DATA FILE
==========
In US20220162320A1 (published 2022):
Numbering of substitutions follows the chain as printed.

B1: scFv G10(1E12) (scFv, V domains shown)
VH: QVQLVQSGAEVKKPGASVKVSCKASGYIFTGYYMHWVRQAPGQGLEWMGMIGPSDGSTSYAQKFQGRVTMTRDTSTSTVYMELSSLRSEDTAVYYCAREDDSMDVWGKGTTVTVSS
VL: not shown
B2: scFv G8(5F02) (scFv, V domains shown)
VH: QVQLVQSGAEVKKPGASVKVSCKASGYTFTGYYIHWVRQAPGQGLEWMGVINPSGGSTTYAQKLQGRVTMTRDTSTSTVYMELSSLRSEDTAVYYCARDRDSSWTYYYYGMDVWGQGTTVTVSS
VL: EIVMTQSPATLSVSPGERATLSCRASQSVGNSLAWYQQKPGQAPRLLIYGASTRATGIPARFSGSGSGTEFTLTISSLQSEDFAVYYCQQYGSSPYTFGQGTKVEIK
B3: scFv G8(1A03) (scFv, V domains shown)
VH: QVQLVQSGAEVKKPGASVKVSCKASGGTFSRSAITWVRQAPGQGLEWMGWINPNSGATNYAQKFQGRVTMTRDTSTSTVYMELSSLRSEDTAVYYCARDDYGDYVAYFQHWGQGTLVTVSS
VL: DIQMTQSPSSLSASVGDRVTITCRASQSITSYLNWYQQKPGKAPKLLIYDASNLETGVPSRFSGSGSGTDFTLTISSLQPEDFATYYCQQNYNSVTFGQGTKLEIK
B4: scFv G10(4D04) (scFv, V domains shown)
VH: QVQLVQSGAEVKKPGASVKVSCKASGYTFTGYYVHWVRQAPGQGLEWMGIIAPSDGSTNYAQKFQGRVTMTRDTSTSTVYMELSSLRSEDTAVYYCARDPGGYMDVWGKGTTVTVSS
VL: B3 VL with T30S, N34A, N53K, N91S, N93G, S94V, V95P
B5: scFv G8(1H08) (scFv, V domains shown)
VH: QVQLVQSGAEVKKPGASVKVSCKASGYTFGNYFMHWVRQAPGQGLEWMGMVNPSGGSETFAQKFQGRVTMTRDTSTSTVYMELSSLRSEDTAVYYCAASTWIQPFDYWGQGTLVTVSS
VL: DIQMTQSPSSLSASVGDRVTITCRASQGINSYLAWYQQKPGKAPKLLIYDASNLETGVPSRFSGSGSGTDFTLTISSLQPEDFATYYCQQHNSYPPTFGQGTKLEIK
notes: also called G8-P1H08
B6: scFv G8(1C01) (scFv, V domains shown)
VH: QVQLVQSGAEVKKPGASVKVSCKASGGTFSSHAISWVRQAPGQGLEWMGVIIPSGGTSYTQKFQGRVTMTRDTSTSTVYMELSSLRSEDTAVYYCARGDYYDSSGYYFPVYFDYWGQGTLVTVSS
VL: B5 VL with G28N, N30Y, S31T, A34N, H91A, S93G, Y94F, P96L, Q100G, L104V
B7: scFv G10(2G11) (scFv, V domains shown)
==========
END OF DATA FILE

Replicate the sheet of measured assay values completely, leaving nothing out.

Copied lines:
In US20220162320A1 (published 2022):
Numbering of substitutions follows the chain as printed.

B1: scFv G10(1E12) (scFv, V domains shown)
VH: QVQLVQSGAEVKKPGASVKVSCKASGYIFTGYYMHWVRQAPGQGLEWMGMIGPSDGSTSYAQKFQGRVTMTRDTSTSTVYMELSSLRSEDTAVYYCAREDDSMDVWGKGTTVTVSS
VL: not shown
B2: scFv G8(5F02) (scFv, V domains shown)
VH: QVQLVQSGAEVKKPGASVKVSCKASGYTFTGYYIHWVRQAPGQGLEWMGVINPSGGSTTYAQKLQGRVTMTRDTSTSTVYMELSSLRSEDTAVYYCARDRDSSWTYYYYGMDVWGQGTTVTVSS
VL: EIVMTQSPATLSVSPGERATLSCRASQSVGNSLAWYQQKPGQAPRLLIYGASTRATGIPARFSGSGSGTEFTLTISSLQSEDFAVYYCQQYGSSPYTFGQGTKVEIK
B3: scFv G8(1A03) (scFv, V domains shown)
VH: QVQLVQSGAEVKKPGASVKVSCKASGGTFSRSAITWVRQAPGQGLEWMGWINPNSGATNYAQKFQGRVTMTRDTSTSTVYMELSSLRSEDTAVYYCARDDYGDYVAYFQHWGQGTLVTVSS
VL: DIQMTQSPSSLSASVGDRVTITCRASQSITSYLNWYQQKPGKAPKLLIYDASNLETGVPSRFSGSGSGTDFTLTISSLQPEDFATYYCQQNYNSVTFGQGTKLEIK
B4: scFv G10(4D04) (scFv, V domains shown)
VH: QVQLVQSGAEVKKPGASVKVSCKASGYTFTGYYVHWVRQAPGQGLEWMGIIAPSDGSTNYAQKFQGRVTMTRDTSTSTVYMELSSLRSEDTAVYYCARDPGGYMDVWGKGTTVTVSS
VL: B3 VL with T30S, N34A, N53K, N91S, N93G, S94V, V95P
B5: scFv G8(1H08) (scFv, V domains shown)
VH: QVQLVQSGAEVKKPGASVKVSCKASGYTFGNYFMHWVRQAPGQGLEWMGMVNPSGGSETFAQKFQGRVTMTRDTSTSTVYMELSSLRSEDTAVYYCAASTWIQPFDYWGQGTLVTVSS
VL: DIQMTQSPSSLSASVGDRVTITCRASQGINSYLAWYQQKPGKAPKLLIYDASNLETGVPSRFSGSGSGTDFTLTISSLQPEDFATYYCQQHNSYPPTFGQGTKLEIK
notes: also called G8-P1H08
B6: scFv G8(1C01) (scFv, V domains shown)
VH: QVQLVQSGAEVKKPGASVKVSCKASGGTFSSHAISWVRQAPGQGLEWMGVIIPSGGTSYTQKFQGRVTMTRDTSTSTVYMELSSLRSEDTAVYYCARGDYYDSSGYYFPVYFDYWGQGTLVTVSS
VL: B5 VL with G28N, N30Y, S31T, A34N, H91A, S93G, Y94F, P96L, Q100G, L104V
B7: scFv G10(2G11) (scFv, V domains shown)